The following is an excerpt from the book No Slam Dancing, No Stage Diving, No Spikes: An Oral History of the Legendary City Gardens by Amy Yates Wuelfing and Steven DiLodovico. Photos by Ken Salerno.
WEEN – December 2, 1994 (The last show Randy Now booked at City Gardens)
Jamie Davis: Me and Alex [Franklin] were hanging out. We were like, “Eh, it’s the last night; we should go.” We had pretty much spent our whole lives there. We were hanging out, talking to the bouncers and shit, and Randy was like, “Yeah, just go in.” We didn’t think of it as an “end of an era” kind of thing.
Ben Vaughn: Ween sent me a tape and said, “We want to make a country record.” I listened to it, called them back, and said, “What country?” And they’re like, “You don’t hear it?” I said the only thing to do with this is to go to Nashville and hire all the A-list session players who played on Loretta Lynn, Conway Twitty, and Dolly Parton records….the guys who are ready to retire from the union and start collecting their pensions. We got the Jordanaires, who used to play with Elvis. They were like, “We love it; let’s do it.” We cut the whole record in three days. I thought it would go over better if I presented them as a brother act. I called each Jordanaire individually and said, “Okay, the Ween Brothers are coming in.” I told them there were going to be some blue lyrics here and there and asked if they were okay with that. Only two guys said no. One guy said, “I’m a Deacon at my church, and I’m not gonna play on this record. But when you come down to Nashville, I’d like to sit down and have a talk with these boys and try to straighten their asses out.” Pig Robbins, one of the most recorded piano players in history of country music, is blind. When they brought him into the sessions, he was like, “Where’s these Ween brothers?” And we’re like, “Right here.” Pig Robbins goes, “We got some country motherfuckers here, eh?” And then we were off to the races. By the end of it, the drummer took Mickey fishing with him. That album became 12 Golden Country Greats.
With that last Ween show, the Randy Now era of City Gardens was over. Various legal troubles contributed to the end of Randy’s partnership with Tut and City Gardens. As with the beginning of the club, no one knew at the time it was the end. Many factors contributed to the demise of City Gardens, both as a venue and as a way of life. Things were changing… the “digital age” was about to take on a new meaning as more people gained access to the internet. It wasn’t long before any music fan with an internet connection could steal his or her favorite artists’ music. At the same time, with more and better video technology becoming readily available (and with its quality reaching new heights) the need to go out to a venue and see a band perform was diminished. You could watch most groups’ performances online. Hell, if you are in a band, you can practically book and promote an entire tour from your cell phone. The decline of record stores and venues, coupled with corporate music entities capitalizing on youth-oriented trends, severely fractured a scene that once prided itself on its insular nature and anti-corporate stance. The late ‘90s saw the co-opting of anything that might have once been considered “alternative” and turned the average music-hungry connoisseur into a demographic target. Once-hallowed grounds that had hosted music’s most important moments disappeared into myth. Many venues were forced to change the way they did business. Others closed for good. By 2013, Ian MacKaye was selling Minor Threat t-shirts in Urban Outfitters and Greg Ginn was suing every person who ever said the words “Black Flag.” “Punk” t-shirts were readily available at every shopping mall with a Hot Topic.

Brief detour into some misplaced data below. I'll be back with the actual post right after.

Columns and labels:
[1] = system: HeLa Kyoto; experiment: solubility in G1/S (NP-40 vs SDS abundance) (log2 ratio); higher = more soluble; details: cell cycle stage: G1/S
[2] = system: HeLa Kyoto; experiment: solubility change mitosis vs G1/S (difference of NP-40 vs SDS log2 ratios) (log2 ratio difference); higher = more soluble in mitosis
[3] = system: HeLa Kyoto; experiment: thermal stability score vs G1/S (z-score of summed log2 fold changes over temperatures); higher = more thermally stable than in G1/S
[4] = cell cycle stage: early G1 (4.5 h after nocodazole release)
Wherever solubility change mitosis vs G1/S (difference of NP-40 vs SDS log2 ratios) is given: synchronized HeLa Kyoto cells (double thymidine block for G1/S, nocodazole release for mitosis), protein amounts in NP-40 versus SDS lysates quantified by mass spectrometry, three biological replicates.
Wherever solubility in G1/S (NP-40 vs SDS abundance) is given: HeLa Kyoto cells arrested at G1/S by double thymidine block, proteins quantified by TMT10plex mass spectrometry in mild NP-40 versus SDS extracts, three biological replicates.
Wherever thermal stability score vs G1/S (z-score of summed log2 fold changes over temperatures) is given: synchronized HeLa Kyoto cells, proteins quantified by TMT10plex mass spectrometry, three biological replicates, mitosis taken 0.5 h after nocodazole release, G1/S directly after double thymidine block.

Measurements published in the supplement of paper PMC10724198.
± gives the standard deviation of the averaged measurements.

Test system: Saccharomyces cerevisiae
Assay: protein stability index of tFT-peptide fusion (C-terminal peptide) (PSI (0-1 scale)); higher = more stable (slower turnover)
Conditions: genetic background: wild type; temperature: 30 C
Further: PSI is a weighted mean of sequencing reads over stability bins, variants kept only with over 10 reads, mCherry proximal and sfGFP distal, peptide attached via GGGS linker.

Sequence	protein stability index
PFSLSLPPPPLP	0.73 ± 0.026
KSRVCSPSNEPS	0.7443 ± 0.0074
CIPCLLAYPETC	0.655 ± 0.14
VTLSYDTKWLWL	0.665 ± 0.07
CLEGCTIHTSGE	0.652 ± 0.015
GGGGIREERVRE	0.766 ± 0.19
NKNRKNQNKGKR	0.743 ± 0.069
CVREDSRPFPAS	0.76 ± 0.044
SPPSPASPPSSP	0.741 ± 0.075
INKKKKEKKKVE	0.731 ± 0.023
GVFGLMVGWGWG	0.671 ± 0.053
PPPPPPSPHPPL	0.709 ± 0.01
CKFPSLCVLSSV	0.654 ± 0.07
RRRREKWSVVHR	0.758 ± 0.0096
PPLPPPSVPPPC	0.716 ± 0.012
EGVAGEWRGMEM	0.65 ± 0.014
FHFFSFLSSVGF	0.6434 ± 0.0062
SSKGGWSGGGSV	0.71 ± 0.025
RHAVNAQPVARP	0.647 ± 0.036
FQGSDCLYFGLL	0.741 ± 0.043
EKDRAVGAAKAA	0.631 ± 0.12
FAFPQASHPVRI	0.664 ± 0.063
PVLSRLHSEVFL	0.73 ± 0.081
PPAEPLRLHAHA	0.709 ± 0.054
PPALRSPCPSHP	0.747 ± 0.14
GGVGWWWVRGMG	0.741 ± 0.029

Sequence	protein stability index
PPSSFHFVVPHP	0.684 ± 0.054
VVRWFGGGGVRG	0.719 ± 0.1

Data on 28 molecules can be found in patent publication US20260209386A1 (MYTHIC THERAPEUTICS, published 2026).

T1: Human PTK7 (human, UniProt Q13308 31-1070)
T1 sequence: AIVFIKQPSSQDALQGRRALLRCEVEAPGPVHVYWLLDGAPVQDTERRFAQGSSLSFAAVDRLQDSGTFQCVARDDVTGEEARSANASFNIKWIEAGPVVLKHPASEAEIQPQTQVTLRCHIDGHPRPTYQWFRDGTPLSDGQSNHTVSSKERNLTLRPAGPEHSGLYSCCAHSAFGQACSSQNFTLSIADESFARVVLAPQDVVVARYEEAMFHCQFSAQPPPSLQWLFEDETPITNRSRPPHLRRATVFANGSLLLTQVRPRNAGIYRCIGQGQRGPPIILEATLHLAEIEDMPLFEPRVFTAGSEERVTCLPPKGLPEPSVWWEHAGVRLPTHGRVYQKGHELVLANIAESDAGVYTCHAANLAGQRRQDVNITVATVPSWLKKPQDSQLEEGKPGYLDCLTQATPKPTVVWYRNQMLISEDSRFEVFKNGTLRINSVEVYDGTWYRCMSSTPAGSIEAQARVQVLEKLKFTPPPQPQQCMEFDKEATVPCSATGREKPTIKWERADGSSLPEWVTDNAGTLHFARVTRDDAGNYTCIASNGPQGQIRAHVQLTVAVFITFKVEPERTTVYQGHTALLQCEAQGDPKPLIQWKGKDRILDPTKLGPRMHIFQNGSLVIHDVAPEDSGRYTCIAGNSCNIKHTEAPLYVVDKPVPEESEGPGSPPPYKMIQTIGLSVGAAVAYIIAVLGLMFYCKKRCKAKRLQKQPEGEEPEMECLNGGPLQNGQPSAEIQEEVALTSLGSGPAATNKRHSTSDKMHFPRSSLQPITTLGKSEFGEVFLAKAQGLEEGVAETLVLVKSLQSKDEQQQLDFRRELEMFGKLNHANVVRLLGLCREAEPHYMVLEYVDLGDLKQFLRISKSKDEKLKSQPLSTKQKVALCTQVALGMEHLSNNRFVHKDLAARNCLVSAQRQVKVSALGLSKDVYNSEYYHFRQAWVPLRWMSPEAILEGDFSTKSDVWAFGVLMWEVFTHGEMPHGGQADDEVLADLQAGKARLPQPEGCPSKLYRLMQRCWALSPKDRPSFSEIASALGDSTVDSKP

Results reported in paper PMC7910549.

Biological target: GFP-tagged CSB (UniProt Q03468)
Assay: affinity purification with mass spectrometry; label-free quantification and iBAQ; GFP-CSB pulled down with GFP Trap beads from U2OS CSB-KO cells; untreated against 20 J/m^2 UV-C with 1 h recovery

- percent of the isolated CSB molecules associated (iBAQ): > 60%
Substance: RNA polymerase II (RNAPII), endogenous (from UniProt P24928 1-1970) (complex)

Jello Biafra (Dead Kennedys): It’s harder to tour underground today in a way, though there are many more promoters and venues. Lots of cool bands and music labels, but the guarantees from the promoters, numerically, are about the same as they were when I was in Dead Kennedys. Meanwhile, everything else has skyrocketed. Not just gasoline and accommodations, and your rent back home, but the ticket prices have multiplied by ten in many cases, but the bands ain’t seeing that money. A lot of times the promoters aren’t either… it’s the insurance companies. All it takes is one cutie with a rich lawyer daddy to fall in the pit, and they sue, and then it’s either no more shows or they have to buy a lot of insurance and charge the public accordingly.